The Theory and Evidence Concerning Public-Private Partnerships in Canada and Elsewhere

33 Pages Posted: 5 Jul 2016

See all articles by Anthony E. Boardman

Anthony E. Boardman

University of British Columbia (UBC) - Division of Strategy and Business Economics

Matti Siemiatycki

University of Toronto

Aidan Vining

Simon Fraser University (SFU)

Date Written: March 1, 2016


The popularity of Public-Private Partnerships (PPPs), as a way for governments to get infrastructure built, continues to grow. But while the public is often led to believe that this is because they result in a more efficient use of taxpayer funds and a more streamlined process, this is not necessarily the case. In fact, the clearest advantage that PPPs offers is to politicians, who are able to transfer to private partners the risks of miscalculated construction costs and revenue projections (as with a toll road, for example). For taxpayers, the deals can often work out worse than if the government had simply pursued a fixed-price design-build Public Sector Alternative (PSA) arrangement. Even from the very start of the process, there are often a limited number of private consortia equipped to bid on major PPPs, which already leads to the potential for bidders to build in higher profits, and thus, higher costs for taxpayers. Nor are these private consortia oblivious to the risks they assume; they must therefore build into their bid an effective “insurance premium” to account for unforeseen delays and increased costs. The use of private debt to finance construction further inflates prices over a government’s lower cost of capital.

To an incumbent government, a key advantage of PPPs is the ability to avoid upfront costs, and let the private consortium arrange financing until the project is complete, allowing politicians to take the credit for new infrastructure while passing future maintenance and operating costs off onto future politicians, taxpayers and/or users. This, however, only provides both the incentive and bookkeeping artifice — since costs are incurred off the government’s current balance sheet — for governments to build more infrastructure than might otherwise be justified. Advocates of PPP would argue that one clear benefit PPPs do offer the public is an impressive record of bringing in projects on time and on budget. It is true that the inflexibility of contracts and the financial risk transferred to the private partners have a powerful effect in keeping projects on track. However, the yardsticks by which the on-time.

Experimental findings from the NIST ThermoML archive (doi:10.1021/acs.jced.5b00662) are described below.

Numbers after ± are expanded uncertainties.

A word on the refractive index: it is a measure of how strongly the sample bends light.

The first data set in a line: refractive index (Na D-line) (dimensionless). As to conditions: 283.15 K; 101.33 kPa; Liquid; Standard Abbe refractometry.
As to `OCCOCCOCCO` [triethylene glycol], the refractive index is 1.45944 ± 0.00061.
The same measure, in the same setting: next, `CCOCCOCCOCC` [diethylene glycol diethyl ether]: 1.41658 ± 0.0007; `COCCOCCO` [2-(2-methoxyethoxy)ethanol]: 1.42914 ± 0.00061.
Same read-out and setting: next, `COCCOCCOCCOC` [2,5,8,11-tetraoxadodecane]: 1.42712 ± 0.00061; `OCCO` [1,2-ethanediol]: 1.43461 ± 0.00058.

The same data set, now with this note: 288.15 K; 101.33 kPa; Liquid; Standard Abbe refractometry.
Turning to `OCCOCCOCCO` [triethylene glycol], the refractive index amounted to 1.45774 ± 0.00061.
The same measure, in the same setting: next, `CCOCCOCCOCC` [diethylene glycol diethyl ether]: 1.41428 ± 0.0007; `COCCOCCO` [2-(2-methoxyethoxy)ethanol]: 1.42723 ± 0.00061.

Keywords: PPP, public private partnership

Suggested Citation

Boardman, Anthony E. and Siemiatycki, Matti and Vining, Aidan, The Theory and Evidence Concerning Public-Private Partnerships in Canada and Elsewhere (March 1, 2016). SPP Research Paper Volume 9, Issue 12, 2016. Available at SSRN:

Anthony E. Boardman (Contact Author)

University of British Columbia (UBC) - Division of Strategy and Business Economics ( email )

2053 Main Mall
Vancouver, British Columbia

Matti Siemiatycki

University of Toronto

Toronto, Ontario M5S 3G8

Aidan Vining

Simon Fraser University (SFU)

8888 University Drive
Burnaby, British Columbia V5A 1S6

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